SMT board design

yarisboyyarisboy Posts: 245
Moderator, Move this thread if necessary. I searched SMT and surface mount board design topics without success. I've designed, built, and produced through-hole boards now and want to make the jump to smt chips. What I'm looking for is the best instruction on low melting point solders, controlled ovens, solder pastes and so on. Did someone design a modified toaster oven for all this controlled by a BS2. I know the solder pot was done by a Parallax staffer. The oven control should be similar but would need a timer and perhaps an IR sensor pointed at the board surface. Are tweezers OK or do I need to tap my vacuum pump with a suction cup and foot switch while manipulating small parts? If I'm using tweezers do they need to be static strapped to the mat?
I've done pick and place vacuum lifts for mechanical robotic assembly, just never for electronics components.

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MOORE'S LAW: The capabilities of electronics shall double every 18 months.
cloyd's corollary: Hardware is easy, software is hard.

Comments

  • 14 Comments sorted by Date Added Votes
  • AnglinaSAnglinaS Posts: 1
    edited October 2009 Vote Up0Vote Down
    Hi,

    Can you show the pics what you came up with, looks perfectly fine board.

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    Voice t1
  • mctriviamctrivia Posts: 3,772
    edited October 2009 Vote Up0Vote Down
    I use lead free solder which is not low melting point.

    I use a regular convection toaster oven. I set the temperateure at:

    200F for 4 min
    325F for 2 min
    450F for 30 sec

    i start the timer at each of these temperatures when it reaches the temperature.

    Once done I turn off tap the door a few times to help seat components properly(surface tension will want to pull parts in to right spot) then open the door and let cool down for 10min.


    twezzers are the tool i would recommend for hand assembly. They do not need to be static strapped but it is a good idea to make sure you are.

    http://ohararp.com/ is a great place to get low cost stensils made. check out http://www.instructables.com/id/How-to-assemble-an-SMD-GPS-Device---OHARARP-LLC/ for instructions on how to use.

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  • ElectricAyeElectricAye Posts: 4,561
    edited October 2009 Vote Up0Vote Down
    mctrivia said...
    I use lead free solder which is not low melting point.....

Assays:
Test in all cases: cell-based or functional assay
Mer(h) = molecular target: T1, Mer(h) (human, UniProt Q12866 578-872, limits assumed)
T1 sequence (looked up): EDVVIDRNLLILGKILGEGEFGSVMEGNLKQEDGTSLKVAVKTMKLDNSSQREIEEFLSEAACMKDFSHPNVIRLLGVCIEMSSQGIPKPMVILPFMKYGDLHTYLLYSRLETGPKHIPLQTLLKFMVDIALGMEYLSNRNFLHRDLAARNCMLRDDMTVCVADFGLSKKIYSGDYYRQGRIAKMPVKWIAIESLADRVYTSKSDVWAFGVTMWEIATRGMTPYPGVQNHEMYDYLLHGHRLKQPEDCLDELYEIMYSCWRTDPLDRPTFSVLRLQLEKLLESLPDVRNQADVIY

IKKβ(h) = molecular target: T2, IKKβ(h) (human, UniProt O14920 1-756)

mctrivia,

    what brand of solder do you use, what composition, etc?

    thanks,
    Mark
  • T ChapT Chap Posts: 3,903
    edited October 2009 Vote Up0Vote Down
    www.smtsolderpaste.com/solder_paste_info.php?key=pbws

    I have used this leaded solder for years and really like it's performance. I never keep it refrigerated but it might be recommended to do so.

    www.amazon.com/Cuisinart-TOB-195-Toaster-Broiler-Stainless/dp/B000PYF768

    I use this convection oven. Set it to 150F for 3 minutes, then 500F for 3 minutes. Keep in mind that it takes a while to reach these temps, just use the 3 minute rule for each and it never fails to do a great job. I do not wait till the temp is reached to start the time, start the timer for 3, press the temp and change when the timer is done. When the total 6 minutes are up, power off and crack the door open and inch, let it cool for 10 minutes or so, do not rush it to cool.

    www.hitechstencils.com/

    Stainless is the only way to go hands down. If you are not doing any fine pitch or QFN size stuff you can get by with mylar(build a system to stretch the mylar (or Kaptan). Build a stencil printer with screen printing hinges and a movable base to place the PCBs on so you can slide the PCB around under the stencil.

    I went to great lengths to build a perfect system for temp control with 6 stages where you can monitor the temp and set times, If found that this made absolutely no difference versus the 6 minute method above. No lead will be more a headache to deal with. I have seen no lead boards have parts just fall right off when not done right.

    Tweezers are a big hassle. You'll spend more time doing the 'flip the part tills it's heads' than you will actually placing parts. Get a system with a vacuum, syringes and suction cup combo is best. Mount cut tape in a little groove and pick up from there.

    Lots of syringes and equipment here:

    www.zeph.com/zt5_dir.htm


    Commonly used syringe tips are black and white. Get the various suction cups for larger chips, stick them on the needle tips.

    www.abacomdirect.com/p-176-ezpick-smt-pick-and-place-system.aspx